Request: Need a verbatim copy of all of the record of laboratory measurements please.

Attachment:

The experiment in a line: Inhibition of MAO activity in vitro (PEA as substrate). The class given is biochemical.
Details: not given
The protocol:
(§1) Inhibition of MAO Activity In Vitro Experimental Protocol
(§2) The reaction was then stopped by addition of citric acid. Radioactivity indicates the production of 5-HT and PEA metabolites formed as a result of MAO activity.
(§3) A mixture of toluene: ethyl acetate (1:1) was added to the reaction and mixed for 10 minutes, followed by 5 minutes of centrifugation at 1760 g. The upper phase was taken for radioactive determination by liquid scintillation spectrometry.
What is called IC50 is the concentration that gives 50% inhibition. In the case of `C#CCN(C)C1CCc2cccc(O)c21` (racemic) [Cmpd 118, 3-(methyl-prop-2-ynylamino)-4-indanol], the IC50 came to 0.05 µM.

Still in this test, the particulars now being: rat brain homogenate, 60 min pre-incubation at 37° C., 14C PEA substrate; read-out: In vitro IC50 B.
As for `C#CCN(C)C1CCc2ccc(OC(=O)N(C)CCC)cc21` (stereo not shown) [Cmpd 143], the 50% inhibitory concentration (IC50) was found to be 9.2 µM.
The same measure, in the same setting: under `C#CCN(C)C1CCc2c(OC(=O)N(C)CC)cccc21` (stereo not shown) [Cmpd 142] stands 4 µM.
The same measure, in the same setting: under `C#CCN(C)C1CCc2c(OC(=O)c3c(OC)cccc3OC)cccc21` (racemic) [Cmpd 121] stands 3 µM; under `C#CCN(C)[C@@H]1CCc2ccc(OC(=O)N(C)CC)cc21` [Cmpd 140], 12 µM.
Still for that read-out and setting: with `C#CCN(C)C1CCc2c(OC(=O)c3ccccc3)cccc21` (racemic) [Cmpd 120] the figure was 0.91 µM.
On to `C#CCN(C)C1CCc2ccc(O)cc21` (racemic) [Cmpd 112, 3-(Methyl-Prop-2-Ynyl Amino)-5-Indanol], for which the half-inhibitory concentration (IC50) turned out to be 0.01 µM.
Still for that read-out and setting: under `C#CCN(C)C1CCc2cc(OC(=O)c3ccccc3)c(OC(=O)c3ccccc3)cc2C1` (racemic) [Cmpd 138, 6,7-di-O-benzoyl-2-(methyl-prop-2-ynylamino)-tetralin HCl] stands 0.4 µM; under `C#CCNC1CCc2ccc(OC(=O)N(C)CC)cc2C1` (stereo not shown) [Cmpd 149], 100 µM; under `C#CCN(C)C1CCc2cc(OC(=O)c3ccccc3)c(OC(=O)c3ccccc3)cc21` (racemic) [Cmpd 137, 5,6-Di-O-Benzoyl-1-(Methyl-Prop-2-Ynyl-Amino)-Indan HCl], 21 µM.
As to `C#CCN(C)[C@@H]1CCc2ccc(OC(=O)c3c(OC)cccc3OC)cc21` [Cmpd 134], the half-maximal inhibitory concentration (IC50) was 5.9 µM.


The experiment in a line: Inhibition of MAO activity in vitro (PEA as substrate). The class given is biochemical.
Details: not given
The protocol:
(§1) Inhibition of MAO Activity In Vitro Experimental Protocol
(§2) The reaction was then stopped by addition of citric acid. Radioactivity indicates the production of 5-HT and PEA metabolites formed as a result of MAO activity.
(§3) A mixture of toluene: ethyl acetate (1:1) was added to the reaction and mixed for 10 minutes, followed by 5 minutes of centrifugation at 1760 g. The upper phase was taken for radioactive determination by liquid scintillation spectrometry.
What is called IC50 is the concentration that gives 50% inhibition. In the case of `C#CCN(C)C1CCc2cccc(O)c21` (racemic) [Cmpd 118, 3-(methyl-prop-2-ynylamino)-4-indanol], the IC50 came to 0.05 µM.

Still in this test, the particulars now being: rat brain homogenate, 60 min pre-incubation at 37° C., 14C PEA substrate; read-out: In vitro IC50 B.
As for `C#CCN(C)C1CCc2ccc(OC(=O)N(C)CCC)cc21` (stereo not shown) [Cmpd 143], the 50% inhibitory concentration (IC50) was found to be 9.2 µM.
The same measure, in the same setting: under `C#CCN(C)C1CCc2c(OC(=O)N(C)CC)cccc21` (stereo not shown) [Cmpd 142] stands 4 µM.
The same measure, in the same setting: under `C#CCN(C)C1CCc2c(OC(=O)c3c(OC)cccc3OC)cccc21` (racemic) [Cmpd 121] stands 3 µM; under `C#CCN(C)[C@@H]1CCc2ccc(OC(=O)N(C)CC)cc21` [Cmpd 140], 12 µM.
Still for that read-out and setting: with `C#CCN(C)C1CCc2c(OC(=O)c3ccccc3)cccc21` (racemic) [Cmpd 120] the figure was 0.91 µM.
On to `C#CCN(C)C1CCc2ccc(O)cc21` (racemic) [Cmpd 112, 3-(Methyl-Prop-2-Ynyl Amino)-5-Indanol], for which the half-inhibitory concentration (IC50) turned out to be 0.01 µM.
Still for that read-out and setting: under `C#CCN(C)C1CCc2cc(OC(=O)c3ccccc3)c(OC(=O)c3ccccc3)cc2C1` (racemic) [Cmpd 138, 6,7-di-O-benzoyl-2-(methyl-prop-2-ynylamino)-tetralin HCl] stands 0.4 µM; under `C#CCNC1CCc2ccc(OC(=O)N(C)CC)cc2C1` (stereo not shown) [Cmpd 149], 100 µM; under `C#CCN(C)C1CCc2cc(OC(=O)c3ccccc3)c(OC(=O)c3ccccc3)cc21` (racemic) [Cmpd 137, 5,6-Di-O-Benzoyl-1-(Methyl-Prop-2-Ynyl-Amino)-Indan HCl], 21 µM.
As to `C#CCN(C)[C@@H]1CCc2ccc(OC(=O)c3c(OC)cccc3OC)cc21` [Cmpd 134], the half-maximal inhibitory concentration (IC50) was 5.9 µM.